At the Museum of Contemporary Art, we sit at the large table inside Faheem Majeed’s piece “Planting and Maintaining a Perennial Garden.” Two museum patrons crash my interview for the chance to speak with the artist. Piece by piece, they share a dialogue about Majeed’s ideas and their impressions of his work. We are, he tells us, in a re-creation of the South Side Community Art Center, a space he ran for seven years. “It oozed into my being. I know everything about that space.”
Majeed brings us there. He pays homage to the inspiration and influence of Dr. Margaret Burroughs. He’s literally built a South Side institution—created by black artists to honor black work—thirty blocks north on Michigan Avenue at the venerable Museum of Contemporary Art.
The patron calls it a “transplanting.” Majeed replies: “It is. There are subtle things: loaded content, but a minimal gesture. When I look out, I see a framing of the museum. When you look in, you’re seeing something else.”
In 2013, when Majeed produced “Shacks and Shanties,” he was talking about a vacant lot on 71st Street in South Shore that no one seemed to care about. He built a shack on it. People threw rocks at it. The alderman sent a bulldozer for it. Perceptions about beauty were on full display. Art or an eyesore? “That’s real input,” he says. “It was never about the shack; it was the conversations around it. If people cared as much about the space before I put a shack on it, maybe there wouldn’t be a vacant lot in the first place.”
Now that he’s at the MCA, the conversation changes tone. “People come to spaces like the South Side Community Art Center and they get something else and feel like they have to leave that space. What if they didn’t have to leave? What if there was a refusal to say that one space was more valuable than the other?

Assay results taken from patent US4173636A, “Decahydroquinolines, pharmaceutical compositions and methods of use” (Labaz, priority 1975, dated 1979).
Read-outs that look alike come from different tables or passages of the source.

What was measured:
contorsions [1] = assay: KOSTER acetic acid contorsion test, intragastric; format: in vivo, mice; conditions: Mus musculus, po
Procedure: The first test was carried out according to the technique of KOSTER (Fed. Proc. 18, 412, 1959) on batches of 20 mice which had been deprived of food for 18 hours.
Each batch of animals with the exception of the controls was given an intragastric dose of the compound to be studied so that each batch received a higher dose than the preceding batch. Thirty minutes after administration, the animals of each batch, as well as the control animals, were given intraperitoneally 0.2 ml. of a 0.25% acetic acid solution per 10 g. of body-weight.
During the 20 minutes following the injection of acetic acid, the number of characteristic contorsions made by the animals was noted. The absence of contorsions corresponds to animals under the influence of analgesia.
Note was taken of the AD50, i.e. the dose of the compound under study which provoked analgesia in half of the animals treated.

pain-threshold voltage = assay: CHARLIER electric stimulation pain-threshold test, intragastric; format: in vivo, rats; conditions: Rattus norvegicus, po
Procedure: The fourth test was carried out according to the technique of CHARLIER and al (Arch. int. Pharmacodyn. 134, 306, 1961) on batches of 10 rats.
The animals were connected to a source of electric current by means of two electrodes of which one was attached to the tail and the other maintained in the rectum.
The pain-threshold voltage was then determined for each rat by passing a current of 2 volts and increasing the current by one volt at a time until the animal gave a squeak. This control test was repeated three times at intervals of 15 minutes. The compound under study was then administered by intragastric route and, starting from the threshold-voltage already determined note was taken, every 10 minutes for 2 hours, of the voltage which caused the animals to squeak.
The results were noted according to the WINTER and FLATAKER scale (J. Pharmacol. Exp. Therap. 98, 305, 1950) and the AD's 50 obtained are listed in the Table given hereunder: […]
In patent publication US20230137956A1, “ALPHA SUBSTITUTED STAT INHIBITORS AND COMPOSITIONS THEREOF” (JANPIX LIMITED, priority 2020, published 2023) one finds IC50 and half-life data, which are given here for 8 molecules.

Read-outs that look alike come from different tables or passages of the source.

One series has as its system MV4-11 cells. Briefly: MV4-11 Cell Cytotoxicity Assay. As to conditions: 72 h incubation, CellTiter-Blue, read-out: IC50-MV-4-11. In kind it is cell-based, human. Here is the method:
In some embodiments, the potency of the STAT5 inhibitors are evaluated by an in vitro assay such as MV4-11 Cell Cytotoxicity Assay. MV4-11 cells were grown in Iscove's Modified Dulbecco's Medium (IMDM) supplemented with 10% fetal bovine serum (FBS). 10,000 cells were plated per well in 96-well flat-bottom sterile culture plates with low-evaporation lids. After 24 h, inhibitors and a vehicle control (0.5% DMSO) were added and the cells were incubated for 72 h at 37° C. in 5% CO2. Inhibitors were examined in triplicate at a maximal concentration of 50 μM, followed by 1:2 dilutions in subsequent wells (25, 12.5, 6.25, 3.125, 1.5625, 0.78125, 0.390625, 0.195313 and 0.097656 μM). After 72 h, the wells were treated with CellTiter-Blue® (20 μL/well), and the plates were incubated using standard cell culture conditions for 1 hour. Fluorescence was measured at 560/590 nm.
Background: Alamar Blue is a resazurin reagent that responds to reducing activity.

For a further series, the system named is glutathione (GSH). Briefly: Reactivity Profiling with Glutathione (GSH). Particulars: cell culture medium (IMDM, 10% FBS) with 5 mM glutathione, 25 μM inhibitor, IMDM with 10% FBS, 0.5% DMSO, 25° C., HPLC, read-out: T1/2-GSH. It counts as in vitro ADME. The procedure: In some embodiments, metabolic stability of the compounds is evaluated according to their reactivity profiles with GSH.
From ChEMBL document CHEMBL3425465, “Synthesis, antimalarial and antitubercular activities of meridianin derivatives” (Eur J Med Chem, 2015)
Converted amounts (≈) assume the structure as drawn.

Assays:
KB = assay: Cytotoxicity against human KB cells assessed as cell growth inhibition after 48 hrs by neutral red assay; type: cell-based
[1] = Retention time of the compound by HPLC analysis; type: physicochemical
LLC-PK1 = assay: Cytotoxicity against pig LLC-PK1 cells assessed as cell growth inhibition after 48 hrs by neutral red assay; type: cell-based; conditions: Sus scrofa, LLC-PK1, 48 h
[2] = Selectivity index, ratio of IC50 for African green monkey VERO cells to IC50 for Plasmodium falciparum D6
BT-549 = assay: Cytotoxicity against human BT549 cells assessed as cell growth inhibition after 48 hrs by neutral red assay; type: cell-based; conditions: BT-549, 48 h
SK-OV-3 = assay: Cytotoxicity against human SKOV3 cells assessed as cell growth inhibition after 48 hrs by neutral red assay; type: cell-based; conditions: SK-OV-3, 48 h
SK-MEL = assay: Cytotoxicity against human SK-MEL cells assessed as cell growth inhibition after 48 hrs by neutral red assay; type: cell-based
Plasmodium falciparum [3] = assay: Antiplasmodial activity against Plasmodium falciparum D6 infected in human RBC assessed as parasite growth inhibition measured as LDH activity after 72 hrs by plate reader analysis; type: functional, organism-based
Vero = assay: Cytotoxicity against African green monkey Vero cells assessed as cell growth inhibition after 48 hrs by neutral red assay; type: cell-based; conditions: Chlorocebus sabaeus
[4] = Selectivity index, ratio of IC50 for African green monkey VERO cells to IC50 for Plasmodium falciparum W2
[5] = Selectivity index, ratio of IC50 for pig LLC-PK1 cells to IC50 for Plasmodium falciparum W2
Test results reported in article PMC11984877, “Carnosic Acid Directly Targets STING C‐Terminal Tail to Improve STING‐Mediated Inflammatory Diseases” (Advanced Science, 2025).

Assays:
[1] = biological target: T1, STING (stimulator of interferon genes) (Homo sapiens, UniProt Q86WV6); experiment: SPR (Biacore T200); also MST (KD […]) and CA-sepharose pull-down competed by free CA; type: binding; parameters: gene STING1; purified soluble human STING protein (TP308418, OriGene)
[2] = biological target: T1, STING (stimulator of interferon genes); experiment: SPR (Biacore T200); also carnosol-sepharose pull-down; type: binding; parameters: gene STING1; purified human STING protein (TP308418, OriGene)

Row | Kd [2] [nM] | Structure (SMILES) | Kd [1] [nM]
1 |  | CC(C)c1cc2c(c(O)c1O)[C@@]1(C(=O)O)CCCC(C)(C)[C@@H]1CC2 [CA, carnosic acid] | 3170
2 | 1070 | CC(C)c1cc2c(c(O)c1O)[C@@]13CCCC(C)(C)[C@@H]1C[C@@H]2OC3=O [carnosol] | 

“What if we said that one was more valuable in another space?”
His new work explores the fluidity and flexibility of the museum typology. He’s in public residence at the Chicago Cultural Center, working on a floating museum in collaboration with Jeremiah Hulsebos-Spofford and architect Andrew Schachman. The work, which is inspired by the DuSable Museum of African American History, will move through communities, float down the Chicago River and land at DuSable Harbor. “What if,” Majeed asks, “a museum could be completely malleable to its community, collapsable and change and switch directions?”
Back at the MCA, he’s bringing his community with him. His work pays homage to his South Shore neighborhood, his mentors, and his family. Through programming, he’ll invite partners and collaborators to share his platform. We’ll even get a glimpse inside of his home, when his wife joins him for a program in August to reveal the conversations about art shared amongst family. Both an artist and a curator, Majeed says, “I have a certain amount of access and I want to give others that access. A lot of my work is creating platforms for other organizations or people that I believe in. So, I get this opportunity and I want to bring other people with me.” (Krisann Rehbein)
Faheem Majeed shows at the Museum of Contemporary Art through August 16, 220 East Chicago.